I have blogged every day for 100 days; this is what I’m learning

I started my daily blog after reading Attempts by Dan John and listening to a podcast with Seth Godin about this new book, The Process. I have always loved the idea of being an essayist, developing ideas about things, being informed, coming to my conclusions on something I feel is important, and sharing them with anyone that might find value in it. I had also just finished Percy Cerutty’s biography, written primarily using Cerutty’s writings, found in his study after he died. There seems to be a connection between great thinkers and a habit of writing. Dan John and Seth Godin’s books kicked me into committing to this practise of daily writing.  

If you know you have to write a blog post tomorrow, something in writing, something that will be around six months from now, about something in the world, you will start looking for something in the world to write about. You will seek to notice something interesting and to say something creative about it. Well, isn’t that all we’re looking for? The best practice of generously sharing what you notice about the world is exactly the antidote for your fear.

Seth Godin

Like many people, I consume a lot of content:

  • I read The Economist weekly paper
  • I get at least one audiobook a month with a subscription to Audible 
  • I read books on Kindle 
  • I view the Kindle and Audible daily deals and pick up more books than I can read
  • I watch a little too much YouTube
  • I always have an online course on the go

I wasted a lot of this content, doing little or nothing with the ideas I found. I relied on my memory to trigger some relevant reading when I wanted to discuss things or solve a problem at work. Regular writing solves this issue; the stuff I write pulls together the things I am reading and my thoughts. Each post is filed away to be searched when needed and used, and the active recall in writing aids in assimilating the ideas into what I already know.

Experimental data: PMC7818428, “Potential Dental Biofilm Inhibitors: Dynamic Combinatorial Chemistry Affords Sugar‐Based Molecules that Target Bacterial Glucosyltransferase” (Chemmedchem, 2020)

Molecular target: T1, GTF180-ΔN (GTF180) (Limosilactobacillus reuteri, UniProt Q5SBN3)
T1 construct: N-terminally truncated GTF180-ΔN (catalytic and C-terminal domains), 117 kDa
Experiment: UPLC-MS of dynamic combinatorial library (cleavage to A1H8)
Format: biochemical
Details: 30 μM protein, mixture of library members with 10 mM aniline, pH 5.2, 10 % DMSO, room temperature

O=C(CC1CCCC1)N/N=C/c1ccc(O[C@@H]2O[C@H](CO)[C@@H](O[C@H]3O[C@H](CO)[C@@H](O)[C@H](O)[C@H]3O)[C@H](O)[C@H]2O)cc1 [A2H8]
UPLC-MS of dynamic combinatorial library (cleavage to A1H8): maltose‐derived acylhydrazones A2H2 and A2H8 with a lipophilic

My daily blogging goals are to develop beautiful writing, build a habit for delivering that writing every day, and improve my thinking, mainly related to my work, by putting it out into the world.  

What I did not realise is that people would read it. Today I have one hundred and seven people on my email subscription list and get around twenty unique views per day. WordPress.com’s reader is the main place I get new traffic from via the keywords I add before publishing. I also use the WordPress Twitter integration to tweet links to each post and add two relevant hashtags to help people find the tweet.

I use Grammarly as my word processor to improve my writing. My spelling at school was terrible, and that psychologically stopped me from learning to write well. Using Grammarly premium for the last few years, initially to check my papers at work, and then later for everything I write on my laptop has fixed this. I am still really self-conscious about my writing ability, but the app gives me the confidence I need to communicate my ideas, and the continued use has significantly improved my work. 

My Process

  1. Read a lot to find trigger material
  2. Use the dictionary, Wikipedia and other sources to learn more
  3. Collect my research in Readwise through Instapaper and Adobe Acrobat Online 
  4. Draft an outline in Grammarly
  5. Go back to the source material to filling gaps and details
  6. Copy into WordPress.com and format
  7. Publish with keywords and share via Twitter using two hashtags

Seth Godin suggests committing to 200 days of writing every day to develop the practice as a habit. I have learned a lot, and I am only halfway through. Each post takes me between an hour and two hours in the evening to generate around 500-700 words. For the next 50 days or so, I will start adding some audio recordings of some of my posts and then move to video for my most-read posts in the final 50 days. 

If you like my blog, get in touch with me on Twitter.

One thought on “I have blogged every day for 100 days; this is what I’m learning

Comments are closed.